It shows that the cost of 16,800 additional social housing units would be dwarfed by the immediate economic benefits and the creation of 47,000 new jobs. The additional social housing would mean 7,690 women not returning to a violent partner because they have nowhere to go, and would prevent 9,120 women becoming homeless. The report will be presented to the Women’s Safety Summit. You can listen to the ABC’s AM segment on the report.
Everybody’s Home is also circulating a petition asking Scott Morrison to invest in more social housing for women and children escaping violence. Please sign and share this to show support for better housing for women and children who have experienced domestic violence – they are the single largest group experiencing homelessness in Australia!
The June activation of the UNSEEN project in Martin Place Sydney went extremely well. UNSEEN thanks all the participants for making the project come alive and all the volunteers from WEL, Blur and Soroptimist that supported this activation. Another six women came forward to share their stories of homelessness and housing insecurity through the UNSEEN Project, bringing the total number of participating women to twenty-six. Fiona Arnold was UNSEEN's artist in residence for June with her project Walk a mile in my shoes. Fiona invited women to bring their shoes and their stories to the UNSEEN Arts Hub and include them in her art installation. More information and photos from the June event are here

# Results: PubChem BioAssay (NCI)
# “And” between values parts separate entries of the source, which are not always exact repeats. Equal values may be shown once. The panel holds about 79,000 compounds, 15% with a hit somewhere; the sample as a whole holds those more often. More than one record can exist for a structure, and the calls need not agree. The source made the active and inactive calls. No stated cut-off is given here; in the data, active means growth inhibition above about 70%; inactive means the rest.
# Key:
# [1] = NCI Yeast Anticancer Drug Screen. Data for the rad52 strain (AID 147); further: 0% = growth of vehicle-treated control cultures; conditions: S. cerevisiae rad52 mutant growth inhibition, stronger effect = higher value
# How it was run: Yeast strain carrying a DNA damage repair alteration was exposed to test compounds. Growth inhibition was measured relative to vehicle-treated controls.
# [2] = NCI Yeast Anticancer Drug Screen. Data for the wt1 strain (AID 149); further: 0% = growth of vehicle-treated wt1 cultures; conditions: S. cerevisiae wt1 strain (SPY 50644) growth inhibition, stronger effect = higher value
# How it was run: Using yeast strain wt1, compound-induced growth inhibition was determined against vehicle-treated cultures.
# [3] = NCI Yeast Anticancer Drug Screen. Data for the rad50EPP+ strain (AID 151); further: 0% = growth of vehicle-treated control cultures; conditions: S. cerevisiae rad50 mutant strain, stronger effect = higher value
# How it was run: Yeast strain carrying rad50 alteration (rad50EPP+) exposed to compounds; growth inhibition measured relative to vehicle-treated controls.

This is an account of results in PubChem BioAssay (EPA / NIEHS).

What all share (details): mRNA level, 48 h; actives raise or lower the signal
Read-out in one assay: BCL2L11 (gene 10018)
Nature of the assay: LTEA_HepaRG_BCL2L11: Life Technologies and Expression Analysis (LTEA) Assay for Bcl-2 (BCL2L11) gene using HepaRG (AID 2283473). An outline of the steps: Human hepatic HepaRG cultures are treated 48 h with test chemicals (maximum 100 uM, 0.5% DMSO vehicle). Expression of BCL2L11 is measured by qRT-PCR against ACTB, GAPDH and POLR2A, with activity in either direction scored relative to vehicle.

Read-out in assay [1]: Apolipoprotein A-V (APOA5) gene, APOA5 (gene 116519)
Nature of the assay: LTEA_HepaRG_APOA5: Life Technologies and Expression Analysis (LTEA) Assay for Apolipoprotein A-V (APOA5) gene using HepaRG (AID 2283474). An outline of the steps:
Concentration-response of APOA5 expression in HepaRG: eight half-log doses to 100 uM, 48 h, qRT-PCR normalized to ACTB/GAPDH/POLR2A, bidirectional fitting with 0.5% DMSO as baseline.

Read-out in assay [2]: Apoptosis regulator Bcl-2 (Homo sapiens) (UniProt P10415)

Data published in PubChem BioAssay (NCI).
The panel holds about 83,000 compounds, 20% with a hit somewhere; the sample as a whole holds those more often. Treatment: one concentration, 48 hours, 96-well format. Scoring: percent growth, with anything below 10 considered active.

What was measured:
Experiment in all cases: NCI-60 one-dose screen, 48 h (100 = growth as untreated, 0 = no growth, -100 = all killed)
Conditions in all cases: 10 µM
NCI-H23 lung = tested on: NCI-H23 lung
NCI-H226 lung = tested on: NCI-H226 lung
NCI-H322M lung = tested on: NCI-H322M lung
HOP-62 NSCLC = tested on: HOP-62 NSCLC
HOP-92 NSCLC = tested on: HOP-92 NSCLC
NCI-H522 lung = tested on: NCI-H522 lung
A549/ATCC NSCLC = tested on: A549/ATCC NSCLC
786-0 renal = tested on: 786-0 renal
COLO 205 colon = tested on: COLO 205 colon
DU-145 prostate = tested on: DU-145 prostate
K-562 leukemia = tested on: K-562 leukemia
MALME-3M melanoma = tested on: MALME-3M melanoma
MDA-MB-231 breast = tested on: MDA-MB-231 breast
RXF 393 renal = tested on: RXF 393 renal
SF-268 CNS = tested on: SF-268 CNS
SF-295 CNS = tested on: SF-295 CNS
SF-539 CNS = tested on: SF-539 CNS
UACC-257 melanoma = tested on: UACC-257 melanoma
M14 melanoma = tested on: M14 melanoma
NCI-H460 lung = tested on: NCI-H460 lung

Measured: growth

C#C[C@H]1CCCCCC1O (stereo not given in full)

Unfortunately, the next UNSEEN events in the City will not be able to proceed on their scheduled dates because of the COVID lockdown. But we are planning for UNSEEN to be back later in the year if possible.
Stay tuned for updates as we know more!
Consider committing your time, skills, and experience to the team that steers WEL in the next 12 months